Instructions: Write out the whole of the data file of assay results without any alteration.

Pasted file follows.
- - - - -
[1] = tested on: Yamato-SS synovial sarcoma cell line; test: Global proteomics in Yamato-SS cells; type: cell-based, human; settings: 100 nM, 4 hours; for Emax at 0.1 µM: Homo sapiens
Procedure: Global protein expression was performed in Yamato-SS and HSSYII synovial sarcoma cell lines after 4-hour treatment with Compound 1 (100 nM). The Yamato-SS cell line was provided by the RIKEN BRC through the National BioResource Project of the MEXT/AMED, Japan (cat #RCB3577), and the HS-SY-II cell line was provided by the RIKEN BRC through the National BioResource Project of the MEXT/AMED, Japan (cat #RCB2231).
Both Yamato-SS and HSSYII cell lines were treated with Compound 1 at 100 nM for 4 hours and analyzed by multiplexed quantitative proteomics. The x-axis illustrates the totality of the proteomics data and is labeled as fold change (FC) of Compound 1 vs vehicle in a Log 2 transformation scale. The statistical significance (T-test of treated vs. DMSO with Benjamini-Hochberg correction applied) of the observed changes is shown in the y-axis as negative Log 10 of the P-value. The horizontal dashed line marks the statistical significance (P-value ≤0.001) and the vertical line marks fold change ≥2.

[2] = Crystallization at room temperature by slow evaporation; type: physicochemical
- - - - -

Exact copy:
[1] = tested on: Yamato-SS synovial sarcoma cell line; test: Global proteomics in Yamato-SS cells; type: cell-based, human; settings: 100 nM, 4 hours; for Emax at 0.1 µM: Homo sapiens
Procedure: Global protein expression was performed in Yamato-SS and HSSYII synovial sarcoma cell lines after 4-hour treatment with Compound 1 (100 nM). The Yamato-SS cell line was provided by the RIKEN BRC through the National BioResource Project of the MEXT/AMED, Japan (cat #RCB3577), and the HS-SY-II cell line was provided by the RIKEN BRC through the National BioResource Project of the MEXT/AMED, Japan (cat #RCB2231).
Both Yamato-SS and HSSYII cell lines were treated with Compound 1 at 100 nM for 4 hours and analyzed by multiplexed quantitative proteomics. The x-axis illustrates the totality of the proteomics data and is labeled as fold change (FC) of Compound 1 vs vehicle in a Log 2 transformation scale. The statistical significance (T-test of treated vs. DMSO with Benjamini-Hochberg correction applied) of the observed changes is shown in the y-axis as negative Log 10 of the P-value. The horizontal dashed line marks the statistical significance (P-value ≤0.001) and the vertical line marks fold change ≥2.

[2] = Crystallization at room temperature by slow evaporation; type: physicochemical